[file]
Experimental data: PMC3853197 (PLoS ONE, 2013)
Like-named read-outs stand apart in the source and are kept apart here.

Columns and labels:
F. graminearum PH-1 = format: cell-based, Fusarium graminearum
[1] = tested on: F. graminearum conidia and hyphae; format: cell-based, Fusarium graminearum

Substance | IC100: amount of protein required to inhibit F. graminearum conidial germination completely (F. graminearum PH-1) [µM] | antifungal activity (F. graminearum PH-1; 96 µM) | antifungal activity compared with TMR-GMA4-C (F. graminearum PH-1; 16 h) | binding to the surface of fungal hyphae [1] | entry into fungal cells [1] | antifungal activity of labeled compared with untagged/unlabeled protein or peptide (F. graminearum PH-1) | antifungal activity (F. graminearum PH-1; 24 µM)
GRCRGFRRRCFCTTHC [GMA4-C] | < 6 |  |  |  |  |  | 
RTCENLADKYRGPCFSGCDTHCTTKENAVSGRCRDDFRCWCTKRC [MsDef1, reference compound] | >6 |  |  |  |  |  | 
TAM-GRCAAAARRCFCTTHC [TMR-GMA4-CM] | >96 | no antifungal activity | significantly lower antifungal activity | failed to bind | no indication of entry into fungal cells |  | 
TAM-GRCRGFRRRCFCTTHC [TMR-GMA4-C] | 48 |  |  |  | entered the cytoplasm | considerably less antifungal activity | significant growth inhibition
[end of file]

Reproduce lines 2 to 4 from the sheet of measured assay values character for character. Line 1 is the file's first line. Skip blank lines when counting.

Like-named read-outs stand apart in the source and are kept apart here.

Columns and labels:
F. graminearum PH-1 = format: cell-based, Fusarium graminearum